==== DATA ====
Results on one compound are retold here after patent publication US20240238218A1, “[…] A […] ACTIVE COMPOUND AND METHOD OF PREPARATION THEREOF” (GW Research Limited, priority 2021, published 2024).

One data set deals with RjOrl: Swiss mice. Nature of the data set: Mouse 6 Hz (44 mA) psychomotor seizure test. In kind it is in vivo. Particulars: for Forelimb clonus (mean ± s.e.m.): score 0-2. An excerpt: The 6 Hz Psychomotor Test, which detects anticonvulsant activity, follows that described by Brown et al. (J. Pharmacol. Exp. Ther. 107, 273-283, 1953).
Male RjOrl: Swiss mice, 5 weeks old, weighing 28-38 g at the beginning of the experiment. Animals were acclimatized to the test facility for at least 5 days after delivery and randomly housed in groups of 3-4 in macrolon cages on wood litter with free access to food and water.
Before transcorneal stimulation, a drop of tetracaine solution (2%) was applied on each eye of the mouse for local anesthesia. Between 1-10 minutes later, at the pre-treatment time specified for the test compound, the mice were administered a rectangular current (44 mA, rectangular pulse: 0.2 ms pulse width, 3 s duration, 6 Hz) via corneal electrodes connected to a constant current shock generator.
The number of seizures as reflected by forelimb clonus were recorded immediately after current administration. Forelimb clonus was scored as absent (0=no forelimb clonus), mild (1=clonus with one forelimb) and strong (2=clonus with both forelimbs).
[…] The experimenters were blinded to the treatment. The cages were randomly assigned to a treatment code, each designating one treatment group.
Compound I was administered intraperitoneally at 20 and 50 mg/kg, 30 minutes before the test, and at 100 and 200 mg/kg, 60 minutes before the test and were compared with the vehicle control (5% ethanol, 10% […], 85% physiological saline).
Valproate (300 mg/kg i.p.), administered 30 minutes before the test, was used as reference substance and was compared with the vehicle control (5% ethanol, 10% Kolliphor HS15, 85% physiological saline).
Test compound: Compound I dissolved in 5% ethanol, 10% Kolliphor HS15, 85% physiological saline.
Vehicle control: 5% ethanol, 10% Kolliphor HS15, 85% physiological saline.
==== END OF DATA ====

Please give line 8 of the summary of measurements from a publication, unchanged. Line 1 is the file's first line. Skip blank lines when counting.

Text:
Valproate (300 mg/kg i.p.), administered 30 minutes before the test, was used as reference substance and was compared with the vehicle control (5% ethanol, 10% Kolliphor HS15, 85% physiological saline).